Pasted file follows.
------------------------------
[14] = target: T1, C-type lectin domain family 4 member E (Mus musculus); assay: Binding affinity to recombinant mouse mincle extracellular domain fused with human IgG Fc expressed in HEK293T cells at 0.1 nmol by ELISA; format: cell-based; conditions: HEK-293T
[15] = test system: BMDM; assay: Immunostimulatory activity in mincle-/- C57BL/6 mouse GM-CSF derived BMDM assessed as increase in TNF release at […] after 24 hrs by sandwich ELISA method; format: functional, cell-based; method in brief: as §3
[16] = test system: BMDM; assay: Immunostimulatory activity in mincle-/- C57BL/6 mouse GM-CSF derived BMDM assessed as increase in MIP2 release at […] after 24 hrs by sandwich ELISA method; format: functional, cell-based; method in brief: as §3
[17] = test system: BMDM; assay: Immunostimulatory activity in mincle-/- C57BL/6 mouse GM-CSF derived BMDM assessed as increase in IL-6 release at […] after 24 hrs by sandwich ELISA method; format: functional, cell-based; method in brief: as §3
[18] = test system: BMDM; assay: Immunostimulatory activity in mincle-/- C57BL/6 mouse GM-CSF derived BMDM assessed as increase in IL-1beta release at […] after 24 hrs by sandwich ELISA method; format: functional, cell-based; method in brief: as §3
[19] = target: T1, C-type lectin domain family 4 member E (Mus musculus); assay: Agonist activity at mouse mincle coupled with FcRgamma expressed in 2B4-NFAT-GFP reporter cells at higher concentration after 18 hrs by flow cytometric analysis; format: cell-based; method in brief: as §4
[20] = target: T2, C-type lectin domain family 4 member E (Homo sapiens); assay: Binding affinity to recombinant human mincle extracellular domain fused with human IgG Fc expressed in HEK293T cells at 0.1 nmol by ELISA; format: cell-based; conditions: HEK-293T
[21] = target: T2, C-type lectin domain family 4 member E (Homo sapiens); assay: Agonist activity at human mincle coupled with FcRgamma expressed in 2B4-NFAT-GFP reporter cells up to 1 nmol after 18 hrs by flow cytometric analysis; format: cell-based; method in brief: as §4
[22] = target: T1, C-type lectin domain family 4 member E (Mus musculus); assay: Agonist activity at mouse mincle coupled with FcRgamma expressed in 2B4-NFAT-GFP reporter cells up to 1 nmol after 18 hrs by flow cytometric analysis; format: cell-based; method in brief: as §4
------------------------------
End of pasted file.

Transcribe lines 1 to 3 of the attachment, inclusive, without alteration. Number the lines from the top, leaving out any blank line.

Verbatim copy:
[14] = target: T1, C-type lectin domain family 4 member E (Mus musculus); assay: Binding affinity to recombinant mouse mincle extracellular domain fused with human IgG Fc expressed in HEK293T cells at 0.1 nmol by ELISA; format: cell-based; conditions: HEK-293T
[15] = test system: BMDM; assay: Immunostimulatory activity in mincle-/- C57BL/6 mouse GM-CSF derived BMDM assessed as increase in TNF release at […] after 24 hrs by sandwich ELISA method; format: functional, cell-based; method in brief: as §3
[16] = test system: BMDM; assay: Immunostimulatory activity in mincle-/- C57BL/6 mouse GM-CSF derived BMDM assessed as increase in MIP2 release at […] after 24 hrs by sandwich ELISA method; format: functional, cell-based; method in brief: as §3